The Western Ghats, also known as the Sahyadri Mountains, is a biodiversity-rich mountain range located along the western coast of India. The Western Ghats is considered one of the eight "hottest hotspots" of biological diversity in the world and is home to a wide variety of plant and animal species. In recognition of its ecological importance, the Western Ghats was designated as a UNESCO World Heritage Site in 2012, and also a Biosphere Reserve in 1989, by UNESCO's Man and the Biosphere Programme.

The Western Ghats Biosphere Reserve encompasses an area of about 60,000 square kilometers across six Indian states: Gujarat, Maharashtra, Goa, Karnataka, Tamil Nadu and Kerala. The biosphere reserve is divided into three regions: the Northern Western Ghats, the Western Ghats and the Southern Western Ghats. Each of these regions has its unique characteristics, with different types of vegetation, wildlife and human communities.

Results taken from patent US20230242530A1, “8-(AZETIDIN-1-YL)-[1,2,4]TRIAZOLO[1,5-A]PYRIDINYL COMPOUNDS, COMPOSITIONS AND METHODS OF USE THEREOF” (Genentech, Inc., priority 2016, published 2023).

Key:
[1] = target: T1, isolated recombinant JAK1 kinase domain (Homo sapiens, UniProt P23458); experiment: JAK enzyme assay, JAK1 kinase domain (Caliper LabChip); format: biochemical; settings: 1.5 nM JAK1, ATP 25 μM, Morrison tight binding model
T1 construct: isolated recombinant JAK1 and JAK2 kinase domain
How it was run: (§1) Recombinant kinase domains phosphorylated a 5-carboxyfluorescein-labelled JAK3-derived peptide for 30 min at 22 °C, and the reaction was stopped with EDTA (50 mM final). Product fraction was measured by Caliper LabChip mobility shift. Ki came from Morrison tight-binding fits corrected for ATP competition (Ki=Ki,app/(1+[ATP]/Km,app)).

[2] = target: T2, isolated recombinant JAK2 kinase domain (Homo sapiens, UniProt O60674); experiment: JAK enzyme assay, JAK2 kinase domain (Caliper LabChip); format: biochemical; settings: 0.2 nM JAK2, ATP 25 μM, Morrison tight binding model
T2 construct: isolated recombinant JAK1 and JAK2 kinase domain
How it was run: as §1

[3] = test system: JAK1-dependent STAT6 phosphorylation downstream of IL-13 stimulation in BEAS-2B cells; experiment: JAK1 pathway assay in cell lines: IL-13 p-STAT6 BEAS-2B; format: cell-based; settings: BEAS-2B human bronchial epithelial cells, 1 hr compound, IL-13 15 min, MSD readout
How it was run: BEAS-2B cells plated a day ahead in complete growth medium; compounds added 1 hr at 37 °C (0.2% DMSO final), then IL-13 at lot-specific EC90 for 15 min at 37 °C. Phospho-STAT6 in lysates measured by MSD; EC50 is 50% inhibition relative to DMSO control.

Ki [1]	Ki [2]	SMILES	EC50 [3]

The Western Ghats Biosphere Reserve is home to many endangered plant and animal species, including the lion-tailed macaque, the Nilgiri tahr, the Bengal tiger, the Indian elephant, and the Indian leopard. The biosphere reserve also supports a significant population of human communities, mainly farmers and traditional fisherman.

The Western Ghats Biosphere Reserve is facing many threats, including habitat loss, over-exploitation of resources, pollution and climate change. Conservation efforts are underway to protect the biosphere reserve and its biodiversity. This includes protecting the forest and wildlife, promoting sustainable development and supporting the livelihoods of local communities.

It's important to note that visiting the Western Ghats Biosphere Reserve requires proper permission and guidance, as some areas of the reserve are not safe to enter without an expert. If you're interested in visiting the reserve, it's recommended to contact the local forest department or a reputable tour operator for more information.